Spiritual issues arise frequently in the care of dying patients, yet health care professionals may not recognize them, may not believe they have a duty to address these issues, and may not understand how best to respond to their patients' spiritual needs. The case of a patient with a strong religious belief in a miraculous cure of metastatic pancreatic cancer is used to explore how better understanding of this belief and more explicitly spiritual conversation with the patient by his treating team might have provided opportunities for an improved plan of care. This article distinguishes spirituality from religion; describes the salient spiritual needs of patients at the end of life as encompassing questions of meaning, value, and relationship; delineates the role physicians ought to play in ascertaining and responding to those needs; and discusses the particular issue of miracles, arguing that expectations of miraculous cure ought not preclude referral to hospice care.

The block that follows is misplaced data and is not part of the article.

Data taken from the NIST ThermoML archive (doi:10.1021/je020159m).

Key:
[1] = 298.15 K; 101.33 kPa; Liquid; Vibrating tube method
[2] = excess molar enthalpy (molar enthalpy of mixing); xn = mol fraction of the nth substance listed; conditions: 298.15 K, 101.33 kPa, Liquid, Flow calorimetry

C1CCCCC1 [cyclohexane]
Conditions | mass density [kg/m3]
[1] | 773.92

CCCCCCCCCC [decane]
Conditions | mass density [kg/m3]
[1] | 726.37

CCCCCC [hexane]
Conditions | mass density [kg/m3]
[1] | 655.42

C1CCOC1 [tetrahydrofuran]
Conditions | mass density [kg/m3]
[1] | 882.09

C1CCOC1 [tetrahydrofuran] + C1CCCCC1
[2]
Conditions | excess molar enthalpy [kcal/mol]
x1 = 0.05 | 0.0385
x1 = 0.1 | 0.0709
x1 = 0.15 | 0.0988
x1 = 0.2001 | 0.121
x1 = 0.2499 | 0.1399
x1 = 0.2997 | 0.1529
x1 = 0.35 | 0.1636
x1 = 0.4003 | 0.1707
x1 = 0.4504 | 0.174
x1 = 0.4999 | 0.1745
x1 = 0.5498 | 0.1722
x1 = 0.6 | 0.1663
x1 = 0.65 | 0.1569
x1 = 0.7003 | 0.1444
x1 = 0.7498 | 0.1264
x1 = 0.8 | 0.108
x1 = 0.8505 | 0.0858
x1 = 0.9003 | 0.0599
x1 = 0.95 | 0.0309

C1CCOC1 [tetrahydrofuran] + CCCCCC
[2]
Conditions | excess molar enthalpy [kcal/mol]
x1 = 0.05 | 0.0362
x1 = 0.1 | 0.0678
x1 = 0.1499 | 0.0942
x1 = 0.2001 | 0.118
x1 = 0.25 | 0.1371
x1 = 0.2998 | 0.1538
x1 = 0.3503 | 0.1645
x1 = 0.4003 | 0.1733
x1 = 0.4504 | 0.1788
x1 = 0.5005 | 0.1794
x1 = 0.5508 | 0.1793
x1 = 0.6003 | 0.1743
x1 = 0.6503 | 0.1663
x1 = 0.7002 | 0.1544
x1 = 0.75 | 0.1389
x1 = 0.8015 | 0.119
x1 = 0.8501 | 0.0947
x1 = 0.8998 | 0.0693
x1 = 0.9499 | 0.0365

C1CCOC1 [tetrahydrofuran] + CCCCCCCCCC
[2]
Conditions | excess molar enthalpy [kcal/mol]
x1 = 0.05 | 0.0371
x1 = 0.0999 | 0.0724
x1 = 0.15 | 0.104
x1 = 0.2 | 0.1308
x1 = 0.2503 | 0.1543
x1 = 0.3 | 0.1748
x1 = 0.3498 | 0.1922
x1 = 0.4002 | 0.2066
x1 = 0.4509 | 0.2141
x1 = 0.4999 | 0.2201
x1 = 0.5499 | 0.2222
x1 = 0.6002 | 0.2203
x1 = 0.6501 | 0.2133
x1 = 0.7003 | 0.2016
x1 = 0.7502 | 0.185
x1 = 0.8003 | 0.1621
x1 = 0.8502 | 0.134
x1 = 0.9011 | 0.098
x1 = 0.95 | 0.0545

Some tools below are only available to our subscribers or users with an online account.
Download citation file:
Web of Science® Times Cited: 60
Customize your page view by dragging & repositioning the boxes below.
More Listings atJAMACareerCenter.com >
Enter your username and email address. We'll send you a link to reset your password.
Enter your username and email address. We'll send instructions on how to reset your password to the email address we have on record.
Athens and Shibboleth are access management services that provide single sign-on to protected resources. They replace the multiple user names and passwords necessary to access subscription-based content with a single user name and password that can be entered once per session. It operates independently of a user's location or IP address. If your institution uses Athens or Shibboleth authentication, please contact your site administrator to receive your user name and password.